You may remember that until a few months ago Spy, as a public company, was releasing the usual filings and I was analyzing them. But they stopped releasing them and, though still public, its shares are now traded on the OTC pink sheets under the symbol XSPY.
As I wrote every quarter, I always liked the brand and thought they were doing most things right. But I couldn’t quite see how they could be successful. It’s beginning to look like they might have figured it out.
On July 15, they let fly with a couple of press releases. One of them announced that they had converted $22.8 million of debt into convertible preferred stock. As I’d write every quarter, that debt was effectively equity any way. Now, they’ve acknowledged that and cleaned up the balance sheet. I don’t recall all the terms and conditions of that debt, but certainly it stood in the way of any deals the company might make. So on the one hand, the change is kind of window dressing, but on the other hand, it gives the Spy some flexibility going forward.
More impressive were the summary financial results they released for the six months ended June 30 2015 and 2016.
Revenues fell 14.9% from $17.25 million last year to $14.68 million this year. Okay, so that doesn’t sound very impressive, but it is. Here’s why.
Spy increased its gross profit margin from 53.4% to 54.1%. Of course total gross profit declined with the fall in sales, but hold on.
Operating expenses fell from $8.88 to $7.27 million, or by 18.1%. As a percentage of revenues, they dropped from 51.4% to 49.5% even with the decline in revenue.
The result, according to the press release, was that operating income rose from $150,000 to $671,000 and net income went from a loss of $927,000 to a profit of $443,000 for the six month periods.
What!? On a 15% revenue decline they had a monster turnaround on the bottom line!? What the hell is going on here?
Seth Hamos, who is the Chairman of the Board and Acting Chief Executive Officer, is the guy who owned most of the debt in the company. He stepped in after Michael Marckx resigned. Seth had at least two things going for him. First, he wasn’t from our industry and apparently didn’t suffer from all the preconceptions we all have about THE WAY THINGS ARE. Second, he looked and said, “Well, I’m not going to get my money back if the company keeps losing money, so I guess I better try something different.”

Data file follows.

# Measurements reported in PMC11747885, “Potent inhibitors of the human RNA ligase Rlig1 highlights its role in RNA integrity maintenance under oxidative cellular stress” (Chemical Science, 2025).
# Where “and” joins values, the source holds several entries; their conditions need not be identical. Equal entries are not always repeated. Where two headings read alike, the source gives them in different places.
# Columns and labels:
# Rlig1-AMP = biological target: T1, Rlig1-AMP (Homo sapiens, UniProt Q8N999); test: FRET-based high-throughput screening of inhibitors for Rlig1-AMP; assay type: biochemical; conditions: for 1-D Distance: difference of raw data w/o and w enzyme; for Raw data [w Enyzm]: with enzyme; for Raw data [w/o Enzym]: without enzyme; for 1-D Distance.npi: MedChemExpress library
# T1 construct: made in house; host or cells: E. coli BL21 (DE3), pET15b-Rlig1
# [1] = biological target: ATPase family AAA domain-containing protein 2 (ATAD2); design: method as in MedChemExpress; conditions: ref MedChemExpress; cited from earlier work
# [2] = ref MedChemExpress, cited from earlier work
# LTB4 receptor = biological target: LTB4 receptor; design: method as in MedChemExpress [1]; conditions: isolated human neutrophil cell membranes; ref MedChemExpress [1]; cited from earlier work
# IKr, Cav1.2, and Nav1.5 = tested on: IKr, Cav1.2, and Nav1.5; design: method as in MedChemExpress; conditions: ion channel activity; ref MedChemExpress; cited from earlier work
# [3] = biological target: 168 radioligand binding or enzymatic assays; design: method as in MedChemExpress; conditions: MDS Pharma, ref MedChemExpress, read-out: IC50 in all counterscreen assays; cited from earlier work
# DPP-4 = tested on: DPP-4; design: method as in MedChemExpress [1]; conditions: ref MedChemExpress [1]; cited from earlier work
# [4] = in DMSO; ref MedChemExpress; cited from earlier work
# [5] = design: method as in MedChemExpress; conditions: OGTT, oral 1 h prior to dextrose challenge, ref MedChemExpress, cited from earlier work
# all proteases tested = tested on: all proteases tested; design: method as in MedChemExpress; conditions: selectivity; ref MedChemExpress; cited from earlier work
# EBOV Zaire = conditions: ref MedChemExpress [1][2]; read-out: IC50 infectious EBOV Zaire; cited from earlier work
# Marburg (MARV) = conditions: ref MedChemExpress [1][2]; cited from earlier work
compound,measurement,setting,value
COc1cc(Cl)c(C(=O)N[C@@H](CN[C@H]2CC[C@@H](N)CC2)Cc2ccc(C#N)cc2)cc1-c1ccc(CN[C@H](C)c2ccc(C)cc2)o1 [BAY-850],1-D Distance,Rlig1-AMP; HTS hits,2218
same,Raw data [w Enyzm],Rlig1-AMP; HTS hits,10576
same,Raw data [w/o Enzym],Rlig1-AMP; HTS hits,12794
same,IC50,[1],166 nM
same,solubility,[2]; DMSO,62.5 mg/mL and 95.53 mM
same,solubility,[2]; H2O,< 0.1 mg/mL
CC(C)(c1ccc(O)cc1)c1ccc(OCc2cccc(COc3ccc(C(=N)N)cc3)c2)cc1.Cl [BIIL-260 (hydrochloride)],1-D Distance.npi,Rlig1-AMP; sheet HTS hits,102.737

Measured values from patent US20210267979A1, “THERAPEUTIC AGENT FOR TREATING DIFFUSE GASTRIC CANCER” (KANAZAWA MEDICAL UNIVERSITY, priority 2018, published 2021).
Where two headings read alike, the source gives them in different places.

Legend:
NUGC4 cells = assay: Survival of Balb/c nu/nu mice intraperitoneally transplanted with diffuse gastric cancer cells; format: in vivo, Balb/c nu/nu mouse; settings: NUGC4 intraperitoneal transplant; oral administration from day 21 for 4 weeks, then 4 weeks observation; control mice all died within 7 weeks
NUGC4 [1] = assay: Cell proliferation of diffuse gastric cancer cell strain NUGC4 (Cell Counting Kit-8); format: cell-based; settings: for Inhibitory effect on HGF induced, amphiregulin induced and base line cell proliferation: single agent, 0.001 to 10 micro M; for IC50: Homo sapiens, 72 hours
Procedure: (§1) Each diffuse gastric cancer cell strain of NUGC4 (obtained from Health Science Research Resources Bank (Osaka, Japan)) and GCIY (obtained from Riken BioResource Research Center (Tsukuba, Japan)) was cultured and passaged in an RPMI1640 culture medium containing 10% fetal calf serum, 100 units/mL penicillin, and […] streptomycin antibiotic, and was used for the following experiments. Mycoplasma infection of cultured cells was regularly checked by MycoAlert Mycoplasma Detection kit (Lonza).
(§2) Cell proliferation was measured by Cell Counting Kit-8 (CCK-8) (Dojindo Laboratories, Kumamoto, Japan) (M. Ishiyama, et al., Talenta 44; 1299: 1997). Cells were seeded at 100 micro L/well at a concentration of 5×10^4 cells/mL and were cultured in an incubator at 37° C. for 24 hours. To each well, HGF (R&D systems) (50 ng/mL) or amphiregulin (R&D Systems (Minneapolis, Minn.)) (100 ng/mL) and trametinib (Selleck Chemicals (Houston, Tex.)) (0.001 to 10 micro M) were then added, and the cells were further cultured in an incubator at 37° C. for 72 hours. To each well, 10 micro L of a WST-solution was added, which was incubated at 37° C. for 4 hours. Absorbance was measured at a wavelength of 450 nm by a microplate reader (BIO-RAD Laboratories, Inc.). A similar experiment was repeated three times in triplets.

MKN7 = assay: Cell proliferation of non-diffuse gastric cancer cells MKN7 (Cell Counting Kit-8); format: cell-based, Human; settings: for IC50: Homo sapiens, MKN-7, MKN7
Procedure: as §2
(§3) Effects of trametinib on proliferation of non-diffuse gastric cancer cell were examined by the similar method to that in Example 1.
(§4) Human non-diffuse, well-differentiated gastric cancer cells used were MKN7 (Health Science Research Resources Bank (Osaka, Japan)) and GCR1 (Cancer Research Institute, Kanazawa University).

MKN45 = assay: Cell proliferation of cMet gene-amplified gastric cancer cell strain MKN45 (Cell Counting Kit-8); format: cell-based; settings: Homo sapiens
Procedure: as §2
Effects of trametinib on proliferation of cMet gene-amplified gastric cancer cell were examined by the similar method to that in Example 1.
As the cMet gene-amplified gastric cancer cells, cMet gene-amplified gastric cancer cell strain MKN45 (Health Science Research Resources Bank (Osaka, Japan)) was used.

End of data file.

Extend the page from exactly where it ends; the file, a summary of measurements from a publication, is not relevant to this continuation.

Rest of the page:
That’s not an actual quote, but it’s how I always feel when I walk into a turnaround situation- nothing is sacred.
I’m guessing a few sacred cows were slaughtered for the barbecue. Probably stopped selling to a few people who weren’t paying, didn’t merchandise the product right, or where they weren’t earning a good enough margin. Wouldn’t be surprised if the number of SKUs declined. I’m guessing there was some panic among the marketing staff when Seth asked, “What the hell are we spending money on this for?”
Again, not an actual quote.
The wailing and gnashing of teeth no doubt continued as he sliced some of those expenses. But let’s remember the premise here. Continuing to fund losses was a non-starter.
I’ve been in that position myself. There’s always another way to spend marketing money to support retailers. It’s always considered critical. But, with some limits, most of the time when you cut a chunk of it, you find that nothing bad happens- at least immediately. An open question is whether any of those cuts might impact the brand’s results down the road.
As always, if your product is checking at retail at a good margin, the retailer will want it. If it isn’t, they won’t. Spy believes itself to be a specialty brand. It looks, with the actions it’s taking, that the company is confirming that and is positioning itself accordingly.
Three other brief financial comments; First, Spy’s net operating losses means no income tax is payable. Second, I’m guessing Seth isn’t taking a salary. Not paying whatever they were paying Michael Marckx and not paying income taxes didn’t hurt the bottom line. Finally, there was interest expense being incurred on the debt before it was converted to preferred stock. The press release doesn’t mention a dividend payment on the preferred stock. In the future, a decline in interest expense could result in another boost in Spy’s bottom line from an accounting perspective.
What Spy seems to be doing is pretty much what I’ve been recommending since around 2007; sales growth is harder to come by so focus on your distribution, gross margin and controlling operating expenses with the goal of improving the bottom line. That’s consistent with building and protecting your brand in an industry where actual product differentiation is hard to come by.
I’m sure Spy figured all this out without my help, but it’s nice to have a poster child to point to.